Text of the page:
ATLANTA — A program designed to help low-income seniors cut their tax bills is actually leaving some seniors with huge tax debts in Fulton County.
Channel 2 investigative reporter Justin Gray took the concerns he uncovered to the Fulton County Tax Assessor, who says this could need the intervention of the state legislature.
It was in her dental chair that periodontist Dr. Gail McLaurin realized her patient needed more than just medical or dental help.
“I’ve learned to listen to my patients, because they tell me what’s wrong,” McLaurin said.
What she heard, was that Ethel Callaway was in danger of losing her home of more than 40 years, because of a huge back tax bill.
“Cutting back on groceries, I surely have been,” Callaway said.
Callaway’s property tax bill was only $20 as recently as 2014. Now she owes more than $8,000 in back taxes to a third part lien holder, a company called Investa. Her yearly tax bill has jumped to nearly $3,000.
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“They said that the home could go up for sale on the steps of the courthouse and I do not want to lose my home,” Callaway said.
Callaway got to this point because of a program intended to lower senior citizen tax bills.
The Fulton County Tax Assessor automatically enrolls qualified homeowners in a low-income senior homestead exemption. But those seniors then must provide documents and tax data to re-enroll every 2 years to keep it.
If they don’t, Fulton County drops all their homestead exemptions, including school and city exemptions that normally renew automatically. That sends tax bills like Callaway’s sky high.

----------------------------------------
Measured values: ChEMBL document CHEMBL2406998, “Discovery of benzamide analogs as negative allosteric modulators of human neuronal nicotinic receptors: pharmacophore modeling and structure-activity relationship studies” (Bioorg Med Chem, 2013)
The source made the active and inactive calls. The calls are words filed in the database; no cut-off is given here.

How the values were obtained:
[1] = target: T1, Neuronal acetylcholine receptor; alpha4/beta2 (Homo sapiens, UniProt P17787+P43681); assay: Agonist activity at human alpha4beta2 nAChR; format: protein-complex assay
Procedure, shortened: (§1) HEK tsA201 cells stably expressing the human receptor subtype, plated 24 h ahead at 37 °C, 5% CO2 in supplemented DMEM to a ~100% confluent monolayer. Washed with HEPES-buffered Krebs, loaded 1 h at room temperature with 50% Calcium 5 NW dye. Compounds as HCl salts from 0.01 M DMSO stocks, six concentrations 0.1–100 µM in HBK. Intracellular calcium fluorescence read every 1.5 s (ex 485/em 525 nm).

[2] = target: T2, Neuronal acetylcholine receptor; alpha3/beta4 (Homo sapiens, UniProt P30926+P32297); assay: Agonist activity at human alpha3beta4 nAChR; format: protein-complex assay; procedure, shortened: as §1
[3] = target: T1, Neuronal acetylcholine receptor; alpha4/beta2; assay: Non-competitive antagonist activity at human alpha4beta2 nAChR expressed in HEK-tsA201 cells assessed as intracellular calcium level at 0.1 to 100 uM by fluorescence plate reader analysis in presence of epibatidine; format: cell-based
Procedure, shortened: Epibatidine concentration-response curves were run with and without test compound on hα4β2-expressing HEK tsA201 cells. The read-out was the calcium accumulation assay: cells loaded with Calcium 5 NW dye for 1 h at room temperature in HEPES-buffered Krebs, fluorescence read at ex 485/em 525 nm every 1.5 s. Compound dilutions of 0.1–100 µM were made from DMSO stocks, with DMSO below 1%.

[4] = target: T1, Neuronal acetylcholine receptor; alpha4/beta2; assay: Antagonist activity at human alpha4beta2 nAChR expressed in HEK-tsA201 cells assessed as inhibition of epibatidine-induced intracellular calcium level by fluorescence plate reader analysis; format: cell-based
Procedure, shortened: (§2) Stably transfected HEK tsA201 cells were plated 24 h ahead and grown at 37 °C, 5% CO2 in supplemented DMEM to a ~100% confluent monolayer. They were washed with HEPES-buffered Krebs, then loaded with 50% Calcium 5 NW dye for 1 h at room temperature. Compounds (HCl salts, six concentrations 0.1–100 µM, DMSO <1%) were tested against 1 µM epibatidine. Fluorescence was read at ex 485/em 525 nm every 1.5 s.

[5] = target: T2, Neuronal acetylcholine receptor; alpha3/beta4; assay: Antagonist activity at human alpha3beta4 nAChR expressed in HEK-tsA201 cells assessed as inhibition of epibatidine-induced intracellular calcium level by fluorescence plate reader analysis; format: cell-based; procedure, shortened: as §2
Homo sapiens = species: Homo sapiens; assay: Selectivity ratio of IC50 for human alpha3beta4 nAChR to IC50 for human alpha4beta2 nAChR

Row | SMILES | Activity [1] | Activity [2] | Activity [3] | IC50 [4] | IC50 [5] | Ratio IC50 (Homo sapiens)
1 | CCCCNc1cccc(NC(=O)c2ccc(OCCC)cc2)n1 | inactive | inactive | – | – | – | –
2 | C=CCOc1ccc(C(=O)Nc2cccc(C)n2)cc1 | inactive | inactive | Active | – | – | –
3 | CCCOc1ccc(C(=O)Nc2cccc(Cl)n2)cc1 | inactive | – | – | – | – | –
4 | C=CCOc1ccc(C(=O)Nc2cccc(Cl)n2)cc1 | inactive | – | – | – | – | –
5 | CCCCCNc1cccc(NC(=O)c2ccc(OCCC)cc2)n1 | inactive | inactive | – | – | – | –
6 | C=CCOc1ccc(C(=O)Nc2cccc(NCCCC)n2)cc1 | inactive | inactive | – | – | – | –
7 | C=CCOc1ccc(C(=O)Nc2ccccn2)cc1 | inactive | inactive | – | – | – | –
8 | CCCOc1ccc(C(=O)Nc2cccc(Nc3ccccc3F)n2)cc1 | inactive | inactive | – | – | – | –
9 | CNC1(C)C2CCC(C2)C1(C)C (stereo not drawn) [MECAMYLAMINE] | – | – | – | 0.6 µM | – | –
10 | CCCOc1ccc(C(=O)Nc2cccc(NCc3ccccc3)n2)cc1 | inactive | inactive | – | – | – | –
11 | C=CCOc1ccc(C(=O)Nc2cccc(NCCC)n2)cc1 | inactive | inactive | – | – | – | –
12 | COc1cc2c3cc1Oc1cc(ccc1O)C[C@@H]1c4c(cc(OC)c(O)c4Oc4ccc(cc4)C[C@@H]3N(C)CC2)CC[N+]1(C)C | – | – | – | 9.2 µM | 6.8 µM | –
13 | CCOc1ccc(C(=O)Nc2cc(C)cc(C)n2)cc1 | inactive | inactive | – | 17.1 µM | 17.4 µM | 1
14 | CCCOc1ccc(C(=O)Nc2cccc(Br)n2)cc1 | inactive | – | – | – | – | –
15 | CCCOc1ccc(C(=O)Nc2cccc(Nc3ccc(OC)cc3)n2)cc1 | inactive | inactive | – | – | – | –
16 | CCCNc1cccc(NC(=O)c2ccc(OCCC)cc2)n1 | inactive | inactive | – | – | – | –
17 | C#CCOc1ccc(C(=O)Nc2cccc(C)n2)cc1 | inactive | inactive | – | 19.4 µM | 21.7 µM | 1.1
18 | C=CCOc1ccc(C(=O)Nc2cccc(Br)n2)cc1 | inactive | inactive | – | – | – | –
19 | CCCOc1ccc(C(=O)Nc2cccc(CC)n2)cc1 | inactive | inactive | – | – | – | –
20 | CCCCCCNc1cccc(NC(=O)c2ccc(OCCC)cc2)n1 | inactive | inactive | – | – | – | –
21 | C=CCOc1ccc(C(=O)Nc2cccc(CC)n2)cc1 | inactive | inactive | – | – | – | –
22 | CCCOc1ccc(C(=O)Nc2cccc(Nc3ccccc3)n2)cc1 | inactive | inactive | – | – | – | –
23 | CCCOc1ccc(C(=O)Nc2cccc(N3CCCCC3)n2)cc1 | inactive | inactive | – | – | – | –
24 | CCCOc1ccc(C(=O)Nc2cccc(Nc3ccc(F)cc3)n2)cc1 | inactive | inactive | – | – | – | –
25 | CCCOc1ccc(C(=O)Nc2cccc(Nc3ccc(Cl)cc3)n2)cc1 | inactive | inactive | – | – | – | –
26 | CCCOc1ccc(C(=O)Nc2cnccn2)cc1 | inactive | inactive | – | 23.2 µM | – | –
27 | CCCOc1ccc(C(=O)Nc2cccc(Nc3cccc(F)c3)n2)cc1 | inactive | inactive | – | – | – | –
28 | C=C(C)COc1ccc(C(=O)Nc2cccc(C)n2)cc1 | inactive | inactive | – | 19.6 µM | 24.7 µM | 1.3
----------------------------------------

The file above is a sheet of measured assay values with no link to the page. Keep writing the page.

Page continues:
“Worry, sleepless nights, tossing and turning,” is how Callaway described the tax problems she’s facing.
“It’s ignoring the whole purpose of why this program was set up,” Atlanta legal aid attorney Stacy Reynolds said.
Reynolds says she has seen other Fulton County seniors deal with the same problem.
“It doesn’t make sense and I don’t think it follows the law. Most of the other exemptions say they continue as long as the person is still eligible,” Reynolds said.
The Fulton County Tax Assessor tells Channel 2 Action News the low-income senior exemption has an expiration date by state law.
But says in a statement “the issue raised in this instance is an example of the complexity in our current homestead exemptions. We will be working with our board of commissioners and general assembly to determine if changes in the law can address this specific issue going forward.”
“This is something that seems to have a very simple fix?” Gray asked Reynolds. “Yeah. Just don’t remove all the exemptions,” Reynolds said.
In Callaway’s case, her tax bill was taken over by debt collector Investa.
Help that McLaurin organized just got her homestead exemptions back going forward and helped with repairs to her home.
But she’s still facing a $300 a month debt payment on those $8,000 in back taxes.
“It’s extremely stressful, extremely stressful and depressing and depressing,” Callaway said
Fulton County says if a property owner does not respond to letters advising that a new homestead application needs to be filed, the entire exemption is removed since the assessor’s office does not have a way of knowing that the property owner still occupies the property.
But with all other homeowners, the county just automatically renews the exemptions each year.
A GoFundMe account has been set up to help Callaway save her home. As of 1 a.m., more than $12,000 had been raised in the GoFundMe campaign, more than enough to take care of Callaway’s back taxes.
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